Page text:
Mixed Nuts as Healthy Snacks: Effect on Tryptophan Metabolism and Cardiovascular Risk Factors.

Yang, J., R. Lee, Z. Schulz, A. Hsu, J. Pai, S. Yang, S.M. Henning, J. Huang, J.P. Jacobs, D. Heber, Z. Li., 2023. Mixed Nuts as Healthy Snacks: Effect on Tryptophan Metabolism and Cardiovascular Risk Factors. Nutrients. 15, 569;

We recently demonstrated that the consumption of mixed tree nuts (MTNs) during caloric restriction decreased cardiovascular risk factors and increased satiety. Tryptophan (Trp) metabolism has been indicated as a factor in cardiovascular disease. Here, we investigated the effect of MTNs on Trp metabolism and the link to cardiovascular risk markers. Plasma and stool were collected from 95 overweight individuals who consumed either MTNs (or pretzels) daily as part of a hypocaloric weight loss diet for 12 weeks followed by an isocaloric weight maintenance program for an additional 12 weeks. Plasma and fecal samples were evaluated for Trp metabolites by LC–MS and for gut microbiota by 16S rRNA sequencing. Trp–kynurenine metabolism was reduced only in the MTNs group during weight loss (baseline vs. week 12). Changes in Trp–serotonin (week 24) and Trp–indole (week 12) metabolism from baseline were increased in the MTNs group compared to the pretzel group. Intergroup analysis between MTN and pretzel groups does not identify significant microbial changes as indicated by alpha diversity and beta diversity. Changes in the relative abundance of genus Paludicola during intervention are statistically different between the MTNs and pretzel group with p < 0.001 (q = 0.07). Our findings suggest that consumption of MTNs affects Trp host and microbial metabolism in overweight and obese subjects.

Walnuts, long-chain polyunsaturated fatty acids, and adolescent brain development: Protocol for the walnuts smart snack dietary intervention trial.

Julvez, J., F. Gignac, S. Fernández-Barrés, D. Romaguera, A. Sala-Vila, O.T. Ranzani, C. Persavento, A. Delgado, A. Carol, J. Torrent, J. Gonzalez, E. Roso, J. Barrera-Gómez, M. López-Vicente, R. Garcia-Esteban, O. Boucher, J. Forns, M. Burgaleta, N. Sebastián, J. Canals, V. Arija, X. Basagaña, E. Ros, J. Vendrell, J. Salas-Salvadó, J. Sunyer, 2021. Walnuts, long-chain polyunsaturated fatty acids, and adolescent brain development: Protocol for the walnuts smart snack dietary intervention trial. Front. Pediatr. 9:593847. doi: 10.3389/fped.2021.593847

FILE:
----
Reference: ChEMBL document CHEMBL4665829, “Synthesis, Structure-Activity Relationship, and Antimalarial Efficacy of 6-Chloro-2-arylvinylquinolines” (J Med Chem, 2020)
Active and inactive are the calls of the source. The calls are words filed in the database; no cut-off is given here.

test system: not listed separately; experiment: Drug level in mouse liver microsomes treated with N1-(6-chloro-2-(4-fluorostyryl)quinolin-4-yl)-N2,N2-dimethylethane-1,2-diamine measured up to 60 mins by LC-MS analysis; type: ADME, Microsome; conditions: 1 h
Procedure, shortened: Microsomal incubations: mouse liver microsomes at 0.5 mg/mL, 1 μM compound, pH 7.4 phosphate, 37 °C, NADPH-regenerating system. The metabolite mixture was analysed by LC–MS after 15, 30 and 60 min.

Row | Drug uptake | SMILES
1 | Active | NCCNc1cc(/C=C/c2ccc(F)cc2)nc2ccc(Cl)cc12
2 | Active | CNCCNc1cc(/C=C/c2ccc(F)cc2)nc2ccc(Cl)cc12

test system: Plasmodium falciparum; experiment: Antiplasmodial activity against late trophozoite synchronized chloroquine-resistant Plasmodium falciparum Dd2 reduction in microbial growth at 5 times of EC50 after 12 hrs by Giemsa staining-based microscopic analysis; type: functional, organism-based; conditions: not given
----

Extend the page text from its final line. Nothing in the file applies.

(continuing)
Background: Adolescence, when the most complex behaviors are refined to adult sophistication, represents a major window of opportunity and vulnerability for neuropsychological development. To support and protect this complex and active brain growth, different nutritional components considered essential need to be acquired from the diet. For instance, omega-3 fatty acids are mainly obtained from seafood, seeds, and walnuts. Known for their rich lipid profile, walnuts contain sizable amounts of an essential fatty acid, alpha-linolenic acid (ALA), the vegetable omega-3 fatty acid that is the precursor of two longer-chain omega-3 polyunsaturated fatty acids (omega-3 PUFA): docosahexaenoic (DHA) and eicosapentaenoic (EPA) acids. While there is growing evidence of neuropsychological improvements in the young developing brain associated with omega-3 PUFA intake, few studies have examined whether consuming walnuts during adolescence entails similar beneficial effects. There is a need to further explore the ways in which walnuts influence youthful brain function, particularly for the long-term. Thus, we designed the WALNUTs study (WSS), a population-based randomized controlled trial conducted in adolescents in Barcelona, Spain. We hypothesize that walnut intake will increase omega-3 PUFA tissue availability (particularly ALA) to a level that enhances the neuropsychological development during adolescence. Methodology/Design: We conducted a 6-month population-based randomized controlled trial in teenagers (n = 800) and we aimed to determine the effectiveness of the intervention (four walnuts per day, or 30 kernel g, ~1.5g of ALA) in enhancing brain neuropsychological and socio-emotional development compared to a control group with no walnut intervention. Before randomization, different neuropsychological tests were recorded for all participants, and blood samples (in a subsample of participants) were collected to measure omega-3 PUFA levels at baseline, and all again, after randomization and the intervention. The data is now collected and we will conduct linear regression models to assess the effect of the intervention. Discussion: The WALNUTs (WSS) study results will allow us to better understand the role of plant-based omega-3 PUFA intake from regular walnut consumption on neuropsychological development during adolescence. Results could be translated into nutritional public health recommendations targeting teenagers.